God’s Law

~Part-1 Of A Nation That’s Doomed~

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He who obeys God’s laws finds him a father. He who disobeys them, finds him a judge.

Daniel D. Palmer

This week the Supreme Court ruled 5 to 4 in favor of same sex marriage in all 50 states. My friends, we are witnessing the end of federalism in our nation. In a single vote, 5 folks basically just told the states to “stick it.”

 Furthermore, we are in effect nullifying the First Amendment.

Consider this: what happens when a gay couple goes into a church wanting to plan a ceremony and the pastor says no? We now have a conflict between the First Amendment and individual behavior.

Dissenting Justice Antonin Scalia summed up his disgust with this ruling in a footnote on page 7 (note 22). He says, “If, even as the price to be paid for a fifth vote, I ever joined an opinion for the Court that began: ‘The Constitution promises liberty to all within its reach, a liberty that includes certain specific rights that allow persons, within a lawful realm, to define and express their identity,’ I would hide my head in a bag. The Supreme Court of the United States has descended from the disciplined legal reasoning of John Marshall and Joseph Story to the mystical aphorisms of the fortune cookie.”

With this ruling, the Supreme Court is essentially saying individuals have civil rights based on their sexual behavior, and setting up a monumental battle with the free exercise of religion. This could well be the straw that breaks the camel’s back – that camel being the up till now silent, passive Americans who have been cowed into “tolerating” societal changes that go counter to their fundamental beliefs.

As reported by the Christian Post in April, “The United States Supreme Court may soon liberate the biblically conservative church from old “prejudices” that should have long ago been “jettisoned,” forcing it into “rightly bowing to the enlightenments of modernity,” in the words of a recent writer in The New York Times.”

“Homosexuality must be removed from the “sin list” and, according to an MSNBC commentator, traditional marriage proponents must be forced “to do things they don’t want to do.” Sadly, this crusade will be like the Marxist “liberation” movements that promised to “free” people, but really were about control and suppression. The culmination may come as the Supreme Court hears oral arguments on same-sex marriage cases beginning April 28. By July 1 the Court possibly will issue an official ruling regarding the constitutional right to homosexual marriage. The Court’s decision may impact the form of biblically based churches dramatically. Churches that hold to a strict and conservative interpretation of the Bible’s teaching about gender and marriage may find themselves “Romanized”. The elites of first century Rome would not allow the church an institutional presence in society. “The Christian churches were associations which were not legally authorized, and the Roman authorities, always suspicious of organizations which might prove seditious, regarded them with jaundiced eye,” writes Kenneth Scott LaTourette.”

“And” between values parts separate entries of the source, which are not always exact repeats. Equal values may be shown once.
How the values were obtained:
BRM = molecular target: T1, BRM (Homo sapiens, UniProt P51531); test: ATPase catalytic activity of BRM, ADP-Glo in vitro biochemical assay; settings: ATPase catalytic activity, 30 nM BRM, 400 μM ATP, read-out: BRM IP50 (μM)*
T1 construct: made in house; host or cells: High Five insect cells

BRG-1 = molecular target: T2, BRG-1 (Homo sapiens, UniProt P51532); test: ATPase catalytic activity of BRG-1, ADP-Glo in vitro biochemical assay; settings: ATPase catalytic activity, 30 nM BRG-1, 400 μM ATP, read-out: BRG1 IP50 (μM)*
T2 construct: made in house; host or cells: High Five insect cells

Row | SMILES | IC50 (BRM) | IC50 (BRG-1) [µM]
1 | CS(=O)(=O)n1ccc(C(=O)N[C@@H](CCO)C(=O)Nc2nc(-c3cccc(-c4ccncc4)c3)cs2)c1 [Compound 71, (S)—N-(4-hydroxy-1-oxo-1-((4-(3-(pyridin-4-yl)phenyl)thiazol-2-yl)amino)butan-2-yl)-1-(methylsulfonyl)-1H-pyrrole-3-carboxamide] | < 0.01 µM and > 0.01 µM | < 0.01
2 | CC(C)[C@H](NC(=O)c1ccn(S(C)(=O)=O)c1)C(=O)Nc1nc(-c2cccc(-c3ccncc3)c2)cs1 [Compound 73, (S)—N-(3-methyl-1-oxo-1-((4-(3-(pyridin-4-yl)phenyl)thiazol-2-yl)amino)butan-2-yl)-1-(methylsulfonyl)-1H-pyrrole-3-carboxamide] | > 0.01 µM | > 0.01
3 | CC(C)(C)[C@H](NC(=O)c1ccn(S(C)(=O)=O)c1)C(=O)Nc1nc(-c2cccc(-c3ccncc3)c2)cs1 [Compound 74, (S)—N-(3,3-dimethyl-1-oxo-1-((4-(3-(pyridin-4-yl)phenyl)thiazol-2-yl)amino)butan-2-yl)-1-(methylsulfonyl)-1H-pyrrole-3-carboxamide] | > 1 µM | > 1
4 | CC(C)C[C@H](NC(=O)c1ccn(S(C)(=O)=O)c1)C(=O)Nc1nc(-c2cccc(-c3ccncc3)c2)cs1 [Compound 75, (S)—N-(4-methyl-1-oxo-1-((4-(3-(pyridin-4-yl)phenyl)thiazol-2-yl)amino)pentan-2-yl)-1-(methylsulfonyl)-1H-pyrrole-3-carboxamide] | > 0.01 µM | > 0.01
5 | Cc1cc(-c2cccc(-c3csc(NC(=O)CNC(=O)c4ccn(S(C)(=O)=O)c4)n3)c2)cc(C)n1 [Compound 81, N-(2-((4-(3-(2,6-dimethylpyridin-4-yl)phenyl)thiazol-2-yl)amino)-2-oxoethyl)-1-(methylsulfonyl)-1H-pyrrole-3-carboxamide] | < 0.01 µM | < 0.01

I found the statement “rightly bowing to the enlightenments of modernity” as rather odd. And the comments from the MSNBC commentator of “traditional marriage proponents being ‘forced’ to do the things they don’t want to do” as somewhat threatening.

These statements by progressive socialists are indicative of a lack of regard and respect for the First Amendment right of religious liberty. Here is where I see an incredible philosophical battle looming. Now that SCOTUS has ruled there is a constitutional right to marriage – which I fail to see how that could be construed — and the radical gay left decides to push the envelope against churches, it will be a strategic miscalculation for the liberal left.

This is why the solution of civil unions should have been the solution. If the country is “forced” to accept something that goes counter to a traditional value, there will undoubtedly be push back. And that push back will result in a galvanizing issue which I do not believe the liberal progressive left fully comprehends.

t’s simple — in the 2012 presidential election there were some five to seven million evangelical Christian voters who sat it out. They were not inspired and therefore did not participate. However, I believe with this decision, the left has overextended itself — as it has already based on courts overturning electorate decisions – and you will see a social conservative issue that will have greater prominence. Some on the center-right will say, drop it, that’s a bad policy recommendation. This issue will not lend itself to dismissal and cognitive dissonance — there must be a solution. The social conservative issue of marriage will not be thrown upon the ash heap. It shouldn’t be the prominent issue, but it does have cross interest appeal.